The reign of Saint-Louis, which had witnessed the increase of the persecutions against the Jews, ended with a forced disputation that took place in Paris (circa 1270) and opposed a Dominican, Paul Chrétien, a convert with whom the pious king had become infatuated, to Abraham ben Samuel, who was then head of the School of Rouen. This former student of Menahem Vardimas had been chosen, as a chronicle states, to represent the wise people of our generation by virtue of his being considered the most competent person to oppose that fearsome Dominican who, banished from Spain by his former fellow-Jews for renouncing his faith, demonstrated against them such vengeful zeal as only apostates may have. What ensued in the wake of this debate remains unknown.
The persecutions of Louis IX were to continue and even increase under the reigns of his successors, Philip III (1270-1285) and Philip the Fair. The cause can be traced to growing financial needs generated by the wars against England and Flanders. Construction of new synagogues and the repair of older ones were prohibited, sacred books were seized and destroyed, property was forfeited, taxes the Jews had been exempted from until then were levied.
In 1276, the Exchequer of Normandy forced the Jews to settle and live only in cities, perhaps in order to enforce the obligation imposed by Saint-Louis in 1269 to wear the so-called rouelle, a circular yellow piece of velvet or cloth sewn on the front and back of a garment. The interdiction against living in the country was therefore partly responsible for an increase in the population of Rouen during this period.
At all events, by the end of the thirteenth century the Jewish community of Rouen still enjoyed an eminent -though hardly secure- position, which is proved by the fact that one of its members, named Calot, was chosen by Philip the Fair to be procurator of the Jewish communities of the Kingdom. He was perhaps related to the dynasty claimed to stem from the lineage of King David that had been reigning for ages over the Jewish Kingdom of Narbonne, whose members often bore the name Qalonymos (Calot is the abbreviated form of that name) or Toros (=Todros). He is the only one who never bore the title. First among his responsibilities, Calot, on behalf of the king, had to collect the tallage levied on the Jews, which was increasingly needed to pay for the war effort; more generally, he served as the king’s interlocutor concerning Jewish affairs. Calot of Rouen was apparently neither a scholar nor a rabbinic personality, which seems to reflect the distinction then operative in northern France between civil and religious affairs of the Jewish community.
This eminent position is confirmed by the presence in Rouen, at the same period, of Simson ben Isaac of Chinon, the last rabbinical grand master of northern France before the expulsion of 1306. He is the author of Sefer keritut, which would eventually be published four times until 1709 and would be used for centuries as a model of Talmudic methodology. It explicated the rules of logical induction and deduction which are the basis of Talmudic rhetoric, and supplied students with appropriate methods for the investigation of difficulties in the old rabbinic texts. He also wrote the famous Glossary kept in the library of Leipzig University, a prodigious work to which many studies have been devoted: it contains translations into Normannic French and interpretations of difficult passages of the Bible, and also includes comments of all the renowned exegetes of the School of Rouen, among them Rashbam, Ibn Ezra, Berakhiah and Cresbia. It is as though this last great Rouennaise scholar, writing so close to the expulsion of the Jews from France, anticipated what was to come, writes Norman Golb.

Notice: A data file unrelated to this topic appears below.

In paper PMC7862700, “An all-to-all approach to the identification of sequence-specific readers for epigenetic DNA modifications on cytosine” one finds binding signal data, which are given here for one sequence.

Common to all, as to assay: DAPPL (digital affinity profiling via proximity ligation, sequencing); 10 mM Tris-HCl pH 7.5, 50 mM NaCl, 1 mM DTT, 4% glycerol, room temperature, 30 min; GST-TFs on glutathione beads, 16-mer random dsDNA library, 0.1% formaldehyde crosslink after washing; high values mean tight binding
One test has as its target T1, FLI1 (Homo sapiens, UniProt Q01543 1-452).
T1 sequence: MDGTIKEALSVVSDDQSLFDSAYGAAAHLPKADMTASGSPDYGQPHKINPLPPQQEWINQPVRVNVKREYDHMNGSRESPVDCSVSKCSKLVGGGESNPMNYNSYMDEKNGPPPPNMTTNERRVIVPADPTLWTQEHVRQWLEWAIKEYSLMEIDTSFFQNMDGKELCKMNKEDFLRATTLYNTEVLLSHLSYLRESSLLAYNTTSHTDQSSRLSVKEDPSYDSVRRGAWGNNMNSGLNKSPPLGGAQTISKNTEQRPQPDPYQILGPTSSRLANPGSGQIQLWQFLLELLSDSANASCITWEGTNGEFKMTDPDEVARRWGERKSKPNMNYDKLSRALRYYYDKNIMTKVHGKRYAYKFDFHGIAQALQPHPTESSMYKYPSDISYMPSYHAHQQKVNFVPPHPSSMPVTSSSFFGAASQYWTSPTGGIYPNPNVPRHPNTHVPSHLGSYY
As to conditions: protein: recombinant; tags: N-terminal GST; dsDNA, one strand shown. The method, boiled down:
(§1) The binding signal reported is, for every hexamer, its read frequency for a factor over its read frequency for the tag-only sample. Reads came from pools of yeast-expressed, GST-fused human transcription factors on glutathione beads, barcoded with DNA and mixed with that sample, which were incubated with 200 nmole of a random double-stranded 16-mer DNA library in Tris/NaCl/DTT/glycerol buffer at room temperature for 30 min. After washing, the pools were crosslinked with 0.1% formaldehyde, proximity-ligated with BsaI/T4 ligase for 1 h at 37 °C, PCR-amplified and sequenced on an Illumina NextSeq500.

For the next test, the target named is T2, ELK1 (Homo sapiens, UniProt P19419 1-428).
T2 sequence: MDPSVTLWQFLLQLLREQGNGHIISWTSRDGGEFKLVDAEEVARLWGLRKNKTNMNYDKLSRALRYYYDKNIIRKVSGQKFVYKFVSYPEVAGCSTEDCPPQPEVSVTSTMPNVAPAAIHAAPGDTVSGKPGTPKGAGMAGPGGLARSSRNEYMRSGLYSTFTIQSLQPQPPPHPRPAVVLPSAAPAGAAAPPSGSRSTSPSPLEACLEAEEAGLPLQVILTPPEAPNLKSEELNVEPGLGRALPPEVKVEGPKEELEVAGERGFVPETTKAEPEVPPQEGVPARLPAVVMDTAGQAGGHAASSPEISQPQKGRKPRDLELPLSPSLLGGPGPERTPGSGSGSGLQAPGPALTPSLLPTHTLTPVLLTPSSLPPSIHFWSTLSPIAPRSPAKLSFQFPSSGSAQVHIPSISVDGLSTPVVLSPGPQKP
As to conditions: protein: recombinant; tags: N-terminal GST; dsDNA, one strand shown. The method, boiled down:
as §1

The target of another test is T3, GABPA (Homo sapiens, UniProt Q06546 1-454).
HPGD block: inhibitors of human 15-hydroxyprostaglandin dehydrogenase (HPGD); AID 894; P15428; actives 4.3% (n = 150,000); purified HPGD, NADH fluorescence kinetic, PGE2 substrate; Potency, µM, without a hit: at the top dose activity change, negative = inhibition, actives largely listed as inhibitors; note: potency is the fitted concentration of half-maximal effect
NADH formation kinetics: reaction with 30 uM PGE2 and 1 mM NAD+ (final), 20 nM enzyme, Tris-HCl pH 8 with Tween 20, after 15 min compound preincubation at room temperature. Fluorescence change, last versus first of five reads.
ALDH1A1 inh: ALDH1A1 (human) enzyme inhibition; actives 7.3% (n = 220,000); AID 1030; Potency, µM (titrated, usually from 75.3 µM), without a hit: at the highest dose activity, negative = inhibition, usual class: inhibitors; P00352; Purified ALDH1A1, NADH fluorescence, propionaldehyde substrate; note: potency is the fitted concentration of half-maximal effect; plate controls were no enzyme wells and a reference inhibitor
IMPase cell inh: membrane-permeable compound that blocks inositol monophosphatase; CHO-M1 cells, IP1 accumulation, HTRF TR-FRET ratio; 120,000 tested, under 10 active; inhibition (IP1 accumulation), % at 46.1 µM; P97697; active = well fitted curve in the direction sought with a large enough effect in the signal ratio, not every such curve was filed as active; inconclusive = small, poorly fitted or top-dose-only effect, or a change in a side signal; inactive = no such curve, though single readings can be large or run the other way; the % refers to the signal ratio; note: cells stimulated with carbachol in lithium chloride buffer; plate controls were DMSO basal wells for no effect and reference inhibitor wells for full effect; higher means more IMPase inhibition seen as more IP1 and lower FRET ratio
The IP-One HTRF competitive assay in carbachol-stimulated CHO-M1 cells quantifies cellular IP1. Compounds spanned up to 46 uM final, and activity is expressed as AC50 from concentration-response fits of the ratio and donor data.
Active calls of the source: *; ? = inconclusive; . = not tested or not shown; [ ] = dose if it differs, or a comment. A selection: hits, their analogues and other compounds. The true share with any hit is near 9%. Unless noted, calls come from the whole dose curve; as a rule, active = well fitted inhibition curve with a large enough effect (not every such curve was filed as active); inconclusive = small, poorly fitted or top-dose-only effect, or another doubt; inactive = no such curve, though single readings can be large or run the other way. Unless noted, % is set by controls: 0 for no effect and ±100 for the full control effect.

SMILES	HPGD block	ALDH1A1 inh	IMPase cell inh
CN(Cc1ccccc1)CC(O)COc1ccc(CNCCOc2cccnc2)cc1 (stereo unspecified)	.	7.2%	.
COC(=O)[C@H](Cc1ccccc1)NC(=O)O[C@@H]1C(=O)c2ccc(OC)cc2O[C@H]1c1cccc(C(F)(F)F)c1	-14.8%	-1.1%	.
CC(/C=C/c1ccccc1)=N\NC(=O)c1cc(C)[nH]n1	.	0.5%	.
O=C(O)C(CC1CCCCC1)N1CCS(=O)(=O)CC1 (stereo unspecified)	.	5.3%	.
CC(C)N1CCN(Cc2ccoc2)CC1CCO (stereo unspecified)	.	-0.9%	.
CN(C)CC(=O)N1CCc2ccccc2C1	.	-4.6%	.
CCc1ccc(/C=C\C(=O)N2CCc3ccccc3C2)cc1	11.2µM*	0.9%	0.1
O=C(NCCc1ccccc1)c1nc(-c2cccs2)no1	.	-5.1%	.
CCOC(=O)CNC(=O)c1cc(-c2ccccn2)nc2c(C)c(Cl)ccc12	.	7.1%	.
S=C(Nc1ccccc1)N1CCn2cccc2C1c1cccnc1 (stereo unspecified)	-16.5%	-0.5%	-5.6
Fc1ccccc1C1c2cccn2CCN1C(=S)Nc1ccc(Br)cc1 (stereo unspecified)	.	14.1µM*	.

It may also have been this feeling of a menacing apogee that inspired Simson of Chinon’s desire to complete the work of Eliezer of Touques. The latter had started, with the help of his students, to bring together in complete form, destined for future generations, the most reputed tossafoth of the northern French rabbinic scholars. This last interpretive collection on the Babylonian Talmud was most likely finished before the 1306 expulsion. Simultaneously, Simson had begun to write his own copy of that same Talmud according to the textual form in which it was studied in France and Normandy. The exemplar of that copy is kept in Munich today and is the only complete manuscript of the Talmud of Babylonia that has been transmitted to us from the Middle Ages. The invention of printing in the fifteenth century was to ensure its circulation and to give the Talmudic expertise of the Jews of Normandy a dominant position for a very long time in all the rabbinic schools of central and eastern Europe, established after the expulsion of 1306 as the Jews of France and Normandy migrated eastward.